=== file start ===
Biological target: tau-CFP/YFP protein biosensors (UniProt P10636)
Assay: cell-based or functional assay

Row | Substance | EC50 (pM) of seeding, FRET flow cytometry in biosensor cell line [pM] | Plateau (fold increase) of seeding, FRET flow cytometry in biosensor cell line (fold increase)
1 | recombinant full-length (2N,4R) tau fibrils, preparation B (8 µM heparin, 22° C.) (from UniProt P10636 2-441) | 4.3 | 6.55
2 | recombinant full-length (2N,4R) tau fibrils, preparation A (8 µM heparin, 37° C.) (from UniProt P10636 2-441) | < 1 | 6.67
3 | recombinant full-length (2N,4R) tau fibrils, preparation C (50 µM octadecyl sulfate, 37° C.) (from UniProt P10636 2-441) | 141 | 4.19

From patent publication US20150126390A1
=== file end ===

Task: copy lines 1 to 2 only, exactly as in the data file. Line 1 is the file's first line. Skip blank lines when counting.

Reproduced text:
Biological target: tau-CFP/YFP protein biosensors (UniProt P10636)
Assay: cell-based or functional assay